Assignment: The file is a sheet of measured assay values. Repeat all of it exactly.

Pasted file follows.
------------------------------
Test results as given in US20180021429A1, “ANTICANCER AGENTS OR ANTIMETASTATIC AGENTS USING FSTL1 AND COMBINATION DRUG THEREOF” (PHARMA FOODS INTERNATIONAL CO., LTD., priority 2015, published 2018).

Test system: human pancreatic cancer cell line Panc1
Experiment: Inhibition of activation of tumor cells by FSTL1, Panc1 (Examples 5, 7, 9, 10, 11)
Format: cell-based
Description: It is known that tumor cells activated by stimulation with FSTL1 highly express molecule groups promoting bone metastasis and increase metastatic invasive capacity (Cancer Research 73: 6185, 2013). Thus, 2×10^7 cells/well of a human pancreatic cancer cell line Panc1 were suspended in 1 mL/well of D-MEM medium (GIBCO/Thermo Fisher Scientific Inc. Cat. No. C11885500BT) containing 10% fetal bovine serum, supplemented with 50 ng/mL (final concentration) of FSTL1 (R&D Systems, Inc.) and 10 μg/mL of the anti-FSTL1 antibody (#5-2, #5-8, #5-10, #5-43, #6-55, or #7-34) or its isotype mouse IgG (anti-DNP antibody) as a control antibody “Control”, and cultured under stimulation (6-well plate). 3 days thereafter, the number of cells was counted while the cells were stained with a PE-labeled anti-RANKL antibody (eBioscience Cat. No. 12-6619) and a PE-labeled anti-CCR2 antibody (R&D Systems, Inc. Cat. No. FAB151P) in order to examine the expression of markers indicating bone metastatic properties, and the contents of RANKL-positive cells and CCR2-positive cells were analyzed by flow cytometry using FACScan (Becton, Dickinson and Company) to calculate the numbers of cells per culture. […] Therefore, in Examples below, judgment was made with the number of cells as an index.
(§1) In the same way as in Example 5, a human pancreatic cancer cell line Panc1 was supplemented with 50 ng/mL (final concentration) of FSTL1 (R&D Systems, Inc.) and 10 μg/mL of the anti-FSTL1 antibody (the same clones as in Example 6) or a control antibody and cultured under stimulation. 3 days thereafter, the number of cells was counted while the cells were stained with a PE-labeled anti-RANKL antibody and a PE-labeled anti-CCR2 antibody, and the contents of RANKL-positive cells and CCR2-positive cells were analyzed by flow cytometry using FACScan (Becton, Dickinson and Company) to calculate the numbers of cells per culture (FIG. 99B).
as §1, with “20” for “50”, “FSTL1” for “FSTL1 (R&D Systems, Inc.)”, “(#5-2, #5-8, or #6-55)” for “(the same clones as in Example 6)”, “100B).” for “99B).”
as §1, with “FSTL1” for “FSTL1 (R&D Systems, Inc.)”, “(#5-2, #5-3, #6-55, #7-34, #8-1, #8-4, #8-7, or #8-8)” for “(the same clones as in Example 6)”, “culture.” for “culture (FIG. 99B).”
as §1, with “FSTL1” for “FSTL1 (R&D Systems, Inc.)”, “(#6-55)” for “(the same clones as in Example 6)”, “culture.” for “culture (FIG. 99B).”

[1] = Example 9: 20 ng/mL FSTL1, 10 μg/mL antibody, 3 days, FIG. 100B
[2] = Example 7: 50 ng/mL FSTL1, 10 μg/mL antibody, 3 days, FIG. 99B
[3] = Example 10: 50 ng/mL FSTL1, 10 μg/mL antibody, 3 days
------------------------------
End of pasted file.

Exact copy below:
Test results as given in US20180021429A1, “ANTICANCER AGENTS OR ANTIMETASTATIC AGENTS USING FSTL1 AND COMBINATION DRUG THEREOF” (PHARMA FOODS INTERNATIONAL CO., LTD., priority 2015, published 2018).

Test system: human pancreatic cancer cell line Panc1
Experiment: Inhibition of activation of tumor cells by FSTL1, Panc1 (Examples 5, 7, 9, 10, 11)
Format: cell-based
Description: It is known that tumor cells activated by stimulation with FSTL1 highly express molecule groups promoting bone metastasis and increase metastatic invasive capacity (Cancer Research 73: 6185, 2013). Thus, 2×10^7 cells/well of a human pancreatic cancer cell line Panc1 were suspended in 1 mL/well of D-MEM medium (GIBCO/Thermo Fisher Scientific Inc. Cat. No. C11885500BT) containing 10% fetal bovine serum, supplemented with 50 ng/mL (final concentration) of FSTL1 (R&D Systems, Inc.) and 10 μg/mL of the anti-FSTL1 antibody (#5-2, #5-8, #5-10, #5-43, #6-55, or #7-34) or its isotype mouse IgG (anti-DNP antibody) as a control antibody “Control”, and cultured under stimulation (6-well plate). 3 days thereafter, the number of cells was counted while the cells were stained with a PE-labeled anti-RANKL antibody (eBioscience Cat. No. 12-6619) and a PE-labeled anti-CCR2 antibody (R&D Systems, Inc. Cat. No. FAB151P) in order to examine the expression of markers indicating bone metastatic properties, and the contents of RANKL-positive cells and CCR2-positive cells were analyzed by flow cytometry using FACScan (Becton, Dickinson and Company) to calculate the numbers of cells per culture. […] Therefore, in Examples below, judgment was made with the number of cells as an index.
(§1) In the same way as in Example 5, a human pancreatic cancer cell line Panc1 was supplemented with 50 ng/mL (final concentration) of FSTL1 (R&D Systems, Inc.) and 10 μg/mL of the anti-FSTL1 antibody (the same clones as in Example 6) or a control antibody and cultured under stimulation. 3 days thereafter, the number of cells was counted while the cells were stained with a PE-labeled anti-RANKL antibody and a PE-labeled anti-CCR2 antibody, and the contents of RANKL-positive cells and CCR2-positive cells were analyzed by flow cytometry using FACScan (Becton, Dickinson and Company) to calculate the numbers of cells per culture (FIG. 99B).
as §1, with “20” for “50”, “FSTL1” for “FSTL1 (R&D Systems, Inc.)”, “(#5-2, #5-8, or #6-55)” for “(the same clones as in Example 6)”, “100B).” for “99B).”
as §1, with “FSTL1” for “FSTL1 (R&D Systems, Inc.)”, “(#5-2, #5-3, #6-55, #7-34, #8-1, #8-4, #8-7, or #8-8)” for “(the same clones as in Example 6)”, “culture.” for “culture (FIG. 99B).”
as §1, with “FSTL1” for “FSTL1 (R&D Systems, Inc.)”, “(#6-55)” for “(the same clones as in Example 6)”, “culture.” for “culture (FIG. 99B).”

[1] = Example 9: 20 ng/mL FSTL1, 10 μg/mL antibody, 3 days, FIG. 100B
[2] = Example 7: 50 ng/mL FSTL1, 10 μg/mL antibody, 3 days, FIG. 99B
[3] = Example 10: 50 ng/mL FSTL1, 10 μg/mL antibody, 3 days